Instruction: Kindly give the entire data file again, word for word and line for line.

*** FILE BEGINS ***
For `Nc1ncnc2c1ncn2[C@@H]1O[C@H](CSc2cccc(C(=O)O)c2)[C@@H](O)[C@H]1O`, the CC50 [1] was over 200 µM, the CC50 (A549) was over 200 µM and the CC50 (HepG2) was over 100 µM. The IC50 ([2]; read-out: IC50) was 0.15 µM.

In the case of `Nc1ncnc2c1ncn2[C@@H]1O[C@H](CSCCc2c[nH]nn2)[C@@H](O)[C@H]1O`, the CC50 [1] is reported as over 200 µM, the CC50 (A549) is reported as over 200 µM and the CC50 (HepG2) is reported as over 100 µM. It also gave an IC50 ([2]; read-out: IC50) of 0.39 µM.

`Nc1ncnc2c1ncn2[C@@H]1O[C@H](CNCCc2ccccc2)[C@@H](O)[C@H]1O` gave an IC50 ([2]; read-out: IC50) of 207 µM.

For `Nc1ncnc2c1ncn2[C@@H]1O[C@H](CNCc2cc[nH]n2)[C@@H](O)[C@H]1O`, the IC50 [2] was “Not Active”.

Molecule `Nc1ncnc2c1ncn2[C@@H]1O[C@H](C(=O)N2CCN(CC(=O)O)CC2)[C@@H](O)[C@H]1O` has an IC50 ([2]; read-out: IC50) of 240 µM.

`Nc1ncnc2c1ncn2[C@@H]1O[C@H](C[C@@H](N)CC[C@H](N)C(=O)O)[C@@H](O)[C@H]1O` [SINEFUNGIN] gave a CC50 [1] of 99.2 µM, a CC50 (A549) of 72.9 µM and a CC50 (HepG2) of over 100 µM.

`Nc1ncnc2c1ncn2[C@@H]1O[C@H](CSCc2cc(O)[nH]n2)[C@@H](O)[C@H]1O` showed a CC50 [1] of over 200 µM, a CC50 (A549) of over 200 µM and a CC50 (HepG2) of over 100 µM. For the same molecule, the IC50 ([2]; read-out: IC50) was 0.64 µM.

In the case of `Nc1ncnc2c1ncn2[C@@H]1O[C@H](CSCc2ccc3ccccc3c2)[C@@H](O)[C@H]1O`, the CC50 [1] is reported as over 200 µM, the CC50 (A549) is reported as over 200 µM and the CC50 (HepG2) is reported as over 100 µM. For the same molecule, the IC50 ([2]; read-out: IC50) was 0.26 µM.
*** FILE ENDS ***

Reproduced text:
For `Nc1ncnc2c1ncn2[C@@H]1O[C@H](CSc2cccc(C(=O)O)c2)[C@@H](O)[C@H]1O`, the CC50 [1] was over 200 µM, the CC50 (A549) was over 200 µM and the CC50 (HepG2) was over 100 µM. The IC50 ([2]; read-out: IC50) was 0.15 µM.

In the case of `Nc1ncnc2c1ncn2[C@@H]1O[C@H](CSCCc2c[nH]nn2)[C@@H](O)[C@H]1O`, the CC50 [1] is reported as over 200 µM, the CC50 (A549) is reported as over 200 µM and the CC50 (HepG2) is reported as over 100 µM. It also gave an IC50 ([2]; read-out: IC50) of 0.39 µM.

`Nc1ncnc2c1ncn2[C@@H]1O[C@H](CNCCc2ccccc2)[C@@H](O)[C@H]1O` gave an IC50 ([2]; read-out: IC50) of 207 µM.

For `Nc1ncnc2c1ncn2[C@@H]1O[C@H](CNCc2cc[nH]n2)[C@@H](O)[C@H]1O`, the IC50 [2] was “Not Active”.

Molecule `Nc1ncnc2c1ncn2[C@@H]1O[C@H](C(=O)N2CCN(CC(=O)O)CC2)[C@@H](O)[C@H]1O` has an IC50 ([2]; read-out: IC50) of 240 µM.

`Nc1ncnc2c1ncn2[C@@H]1O[C@H](C[C@@H](N)CC[C@H](N)C(=O)O)[C@@H](O)[C@H]1O` [SINEFUNGIN] gave a CC50 [1] of 99.2 µM, a CC50 (A549) of 72.9 µM and a CC50 (HepG2) of over 100 µM.

`Nc1ncnc2c1ncn2[C@@H]1O[C@H](CSCc2cc(O)[nH]n2)[C@@H](O)[C@H]1O` showed a CC50 [1] of over 200 µM, a CC50 (A549) of over 200 µM and a CC50 (HepG2) of over 100 µM. For the same molecule, the IC50 ([2]; read-out: IC50) was 0.64 µM.

In the case of `Nc1ncnc2c1ncn2[C@@H]1O[C@H](CSCc2ccc3ccccc3c2)[C@@H](O)[C@H]1O`, the CC50 [1] is reported as over 200 µM, the CC50 (A549) is reported as over 200 µM and the CC50 (HepG2) is reported as over 100 µM. For the same molecule, the IC50 ([2]; read-out: IC50) was 0.26 µM.